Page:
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Archive for October 2008

October 17, 2008

Buy Stocks Now While They’re “Cheap”? Perhaps, Says USA Today Commentator

Most future retirees see the recent plunge in share prices as a disaster. They’ve watched their nest eggs shrivel, and are bracing themselves for even worse. Some have ditched their stocks altogether and are now in ultra-safe CDs yielding a few percentage points at best.

A few brave souls, however, are wondering whether the current crisis presents an opportunity. Following the traditional contrarian mantra of “buy when everybody else is selling and sell when everybody else is buying,” they’re looking for bargains amid the wreckage of the stock market.
[Read more]

October 13, 2008

401(k) Plans Taking Hits From All Sides

By now, the fact that the recent stock market volatility is wreaking havoc with 401(k) plans is old news. But the drop in asset values isn’t the only thing plaguing the popular accounts.

According to a recent Wall Street Journal article,

  • Many investors in the pre-retirement phase have far too much of their nest eggs invested in stocks. This means that if a downturn hits, they may suffer large losses with little or no time to recoup them.
  • Companies have increasingly been pushing so-called “target date” funds as a simple solution to the asset allocation problem. But these funds have recently been performing poorly.
  • Downturns scare many workers into dialing back or eliminating contributions to their 401(k)s. This means that they may miss out on the very buying opportunities that could help them recover from losses more quickly.
  • Employers sometimes reduce or eliminate their “match” or contribution during difficult times.

The last possibility is particularly worrisome, since it entails, essentially, robbing employees of their safety nets just when they’re teetering on the tightrope.

At AAFR, we believe that the inherent risks in 401(k)s do not in and of themselves make them bad investment vehicles, but rather, that 401(k)s should only be depended upon for supplemental income. Workers should be able to depend on Social Security for basic income regardless of market conditions. This is why we stand in particularly strong opposition to Social Security privatization.

October 10, 2008

Now More Than Ever: NO to Social Security “Privatization”

Social Security check

The ongoing stock market crash has wiped out literally trillions of dollars of wealth. Few Americans, from the richest to the poorest, have escaped unscathed.

Perhaps the most heartbreaking losses are being suffered by retirees and pre-retirees. Millions people in, or on the brink of, their golden years, have suddenly found themselves much poorer than they imagined. Some have had to postpone retirement. Others, already in it, have been forced to drastically reduce their standards of living.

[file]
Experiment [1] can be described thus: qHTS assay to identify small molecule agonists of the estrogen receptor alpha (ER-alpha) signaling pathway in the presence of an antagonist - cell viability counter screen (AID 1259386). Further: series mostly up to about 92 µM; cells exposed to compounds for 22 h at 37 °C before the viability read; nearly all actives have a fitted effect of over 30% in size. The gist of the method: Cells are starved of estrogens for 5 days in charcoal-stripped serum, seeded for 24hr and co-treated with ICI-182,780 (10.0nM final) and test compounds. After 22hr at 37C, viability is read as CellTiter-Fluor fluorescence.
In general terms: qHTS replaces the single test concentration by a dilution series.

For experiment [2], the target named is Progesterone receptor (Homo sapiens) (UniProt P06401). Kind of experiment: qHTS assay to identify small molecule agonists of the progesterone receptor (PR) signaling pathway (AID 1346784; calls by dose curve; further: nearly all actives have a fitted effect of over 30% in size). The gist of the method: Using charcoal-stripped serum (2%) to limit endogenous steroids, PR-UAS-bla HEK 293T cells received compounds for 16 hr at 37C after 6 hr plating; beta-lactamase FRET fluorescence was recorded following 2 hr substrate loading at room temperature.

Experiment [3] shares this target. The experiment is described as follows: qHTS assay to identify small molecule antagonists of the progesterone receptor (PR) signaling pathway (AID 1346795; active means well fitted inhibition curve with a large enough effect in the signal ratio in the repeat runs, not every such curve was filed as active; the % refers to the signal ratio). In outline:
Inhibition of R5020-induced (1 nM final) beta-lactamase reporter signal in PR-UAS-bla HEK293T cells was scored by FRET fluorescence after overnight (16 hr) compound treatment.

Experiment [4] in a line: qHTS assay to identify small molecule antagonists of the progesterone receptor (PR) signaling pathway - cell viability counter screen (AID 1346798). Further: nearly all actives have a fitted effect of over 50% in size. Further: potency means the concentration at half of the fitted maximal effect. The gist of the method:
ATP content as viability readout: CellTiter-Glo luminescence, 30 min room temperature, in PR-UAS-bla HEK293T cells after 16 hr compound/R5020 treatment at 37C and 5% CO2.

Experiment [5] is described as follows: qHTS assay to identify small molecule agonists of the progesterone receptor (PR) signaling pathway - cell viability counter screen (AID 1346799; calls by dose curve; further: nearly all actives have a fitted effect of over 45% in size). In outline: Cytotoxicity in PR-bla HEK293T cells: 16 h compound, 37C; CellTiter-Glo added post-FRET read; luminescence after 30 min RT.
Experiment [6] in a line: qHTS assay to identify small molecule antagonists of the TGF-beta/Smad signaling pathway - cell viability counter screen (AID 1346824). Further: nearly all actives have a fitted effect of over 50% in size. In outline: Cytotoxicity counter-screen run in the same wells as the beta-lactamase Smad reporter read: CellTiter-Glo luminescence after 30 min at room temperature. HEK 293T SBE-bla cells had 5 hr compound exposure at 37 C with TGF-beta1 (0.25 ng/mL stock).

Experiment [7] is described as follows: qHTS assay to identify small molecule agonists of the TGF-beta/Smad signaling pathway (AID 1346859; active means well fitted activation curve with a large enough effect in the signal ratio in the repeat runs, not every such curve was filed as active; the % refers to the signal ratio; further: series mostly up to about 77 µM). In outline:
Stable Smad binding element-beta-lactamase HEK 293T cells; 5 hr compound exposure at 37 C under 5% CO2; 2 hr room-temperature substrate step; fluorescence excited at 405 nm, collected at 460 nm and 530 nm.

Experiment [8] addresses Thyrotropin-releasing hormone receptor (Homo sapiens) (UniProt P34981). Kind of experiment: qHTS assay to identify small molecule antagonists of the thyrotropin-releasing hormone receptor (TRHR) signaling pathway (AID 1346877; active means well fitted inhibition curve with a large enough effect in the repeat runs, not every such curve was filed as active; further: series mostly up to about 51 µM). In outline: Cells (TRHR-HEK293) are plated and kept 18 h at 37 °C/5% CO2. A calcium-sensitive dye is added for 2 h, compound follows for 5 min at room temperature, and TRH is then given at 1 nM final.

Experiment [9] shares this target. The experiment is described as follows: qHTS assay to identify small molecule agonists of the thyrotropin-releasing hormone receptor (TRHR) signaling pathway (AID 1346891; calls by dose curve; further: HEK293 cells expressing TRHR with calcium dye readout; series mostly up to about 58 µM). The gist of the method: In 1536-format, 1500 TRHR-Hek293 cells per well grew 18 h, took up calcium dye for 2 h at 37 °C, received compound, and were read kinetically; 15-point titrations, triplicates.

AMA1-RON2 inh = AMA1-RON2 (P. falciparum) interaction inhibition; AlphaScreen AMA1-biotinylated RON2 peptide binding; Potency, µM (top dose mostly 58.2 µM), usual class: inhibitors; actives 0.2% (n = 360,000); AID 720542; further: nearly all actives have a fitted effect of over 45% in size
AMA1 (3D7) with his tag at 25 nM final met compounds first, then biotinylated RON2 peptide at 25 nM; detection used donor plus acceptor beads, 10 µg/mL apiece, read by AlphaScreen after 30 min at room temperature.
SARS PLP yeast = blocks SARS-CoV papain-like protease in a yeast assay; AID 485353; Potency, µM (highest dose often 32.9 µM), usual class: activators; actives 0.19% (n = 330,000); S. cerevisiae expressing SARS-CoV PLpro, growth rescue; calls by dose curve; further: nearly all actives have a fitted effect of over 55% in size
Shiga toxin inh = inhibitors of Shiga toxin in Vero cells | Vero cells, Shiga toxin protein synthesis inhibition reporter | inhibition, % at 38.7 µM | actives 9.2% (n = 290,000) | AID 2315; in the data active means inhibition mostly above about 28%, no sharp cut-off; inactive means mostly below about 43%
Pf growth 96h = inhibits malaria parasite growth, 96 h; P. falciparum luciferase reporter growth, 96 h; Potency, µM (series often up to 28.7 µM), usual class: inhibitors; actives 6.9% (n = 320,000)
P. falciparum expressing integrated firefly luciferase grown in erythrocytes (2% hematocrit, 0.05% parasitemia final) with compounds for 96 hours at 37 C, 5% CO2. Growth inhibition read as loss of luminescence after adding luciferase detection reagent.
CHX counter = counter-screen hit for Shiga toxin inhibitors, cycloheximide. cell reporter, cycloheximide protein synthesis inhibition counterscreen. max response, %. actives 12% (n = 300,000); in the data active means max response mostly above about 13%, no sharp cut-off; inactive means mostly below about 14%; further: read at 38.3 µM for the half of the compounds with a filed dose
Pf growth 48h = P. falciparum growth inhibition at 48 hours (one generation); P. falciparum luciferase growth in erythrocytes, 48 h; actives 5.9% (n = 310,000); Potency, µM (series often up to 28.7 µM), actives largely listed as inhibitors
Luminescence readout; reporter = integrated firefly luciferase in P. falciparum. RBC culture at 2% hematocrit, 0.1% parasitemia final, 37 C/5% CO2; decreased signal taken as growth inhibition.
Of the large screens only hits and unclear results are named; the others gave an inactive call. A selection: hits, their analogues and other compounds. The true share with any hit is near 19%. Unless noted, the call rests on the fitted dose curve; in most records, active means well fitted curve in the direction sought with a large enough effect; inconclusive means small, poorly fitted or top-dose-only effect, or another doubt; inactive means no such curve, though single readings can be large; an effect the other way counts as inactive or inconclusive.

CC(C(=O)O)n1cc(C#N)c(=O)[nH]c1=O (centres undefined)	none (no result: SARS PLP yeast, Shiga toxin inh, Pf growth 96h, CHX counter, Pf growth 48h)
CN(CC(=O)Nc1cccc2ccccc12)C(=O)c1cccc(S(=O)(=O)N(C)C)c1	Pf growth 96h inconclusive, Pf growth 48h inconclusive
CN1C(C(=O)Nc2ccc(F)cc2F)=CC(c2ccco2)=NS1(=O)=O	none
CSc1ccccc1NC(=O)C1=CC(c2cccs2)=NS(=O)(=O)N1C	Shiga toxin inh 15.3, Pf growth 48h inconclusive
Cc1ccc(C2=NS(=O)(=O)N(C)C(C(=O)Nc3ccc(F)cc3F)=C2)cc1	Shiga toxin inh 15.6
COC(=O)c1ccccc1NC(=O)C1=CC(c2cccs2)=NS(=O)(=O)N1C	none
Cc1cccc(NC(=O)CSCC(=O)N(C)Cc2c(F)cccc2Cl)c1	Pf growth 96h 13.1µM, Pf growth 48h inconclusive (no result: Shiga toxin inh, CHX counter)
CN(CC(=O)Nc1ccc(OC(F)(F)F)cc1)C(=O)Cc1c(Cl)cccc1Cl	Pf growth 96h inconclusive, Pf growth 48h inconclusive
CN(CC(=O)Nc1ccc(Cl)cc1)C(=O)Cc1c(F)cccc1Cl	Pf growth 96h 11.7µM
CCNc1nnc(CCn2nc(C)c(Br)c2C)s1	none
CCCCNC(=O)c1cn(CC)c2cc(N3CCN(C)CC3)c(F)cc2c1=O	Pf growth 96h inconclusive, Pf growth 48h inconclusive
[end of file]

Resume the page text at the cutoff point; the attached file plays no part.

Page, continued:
Their suffering provides a graphic reminder of the importance of preserving Social Security as it exists today: as a defined-benefit, not a defined-contribution plan. Yet so-called "privatization" proposals would invariably do just that.
[read more]
October 7, 2008

Baby Boomers Cutting Back On Retirement Saving, Expecting To Delay Retirement

According to a recent article in the Wall Street Journal, increasing numbers of baby boomers are no longer contributing to their retirement plans, and are expecting to delay their retirement.

The gradual demise of defined-benefit plans, and uncertainty surrounding Social Security have made 401(k)s, 403(b)s, IRAs, and similar defined-contribution accounts the primary source of retirement support for most boomers. Numerous studies have already shown that the vast majority of workers, especially baby boomers, are not contributing enough to these plans to provide for a traditional retirement at age 65. The new trend toward forgoing contribution to the plans altogether is therefore all the more alarming.

Nonetheless, the ongoing economic downturn is making it harder to meet current living expenses such as rent or mortgage payments, food, and gasoline. For many, there simply isn’t anything left over to save.

With neither significant savings nor a traditional corporate pension to count on, tens of millions of baby boomers will be depending on Social Security to save them from abject poverty. Which was, of course, the reason it was created—and why it needs to be preserved.

October 2, 2008

Retirement Investing In Times of Financial Crisis

Stock market turmoil

Times like these aren’t easy for retirement investors. Every day, it seems, brings unsettling news and commentary. This bank failed. That stock tanked. A bailout is necessary. A bailout would be a reward for those who caused the problem. And so on.

The news is accompanied by increased volatility in the financial marketplace. Sudden drops in value of stocks and bonds are followed by equally unpredictable rallies. Investments are starting to look less like piggy banks and more like lottery tickets.

What’s a future retiree who doesn’t want to gamble, but merely to safely build a nest egg, to do?

AAFR offers these guidelines for investing during troubled times
[Read more]

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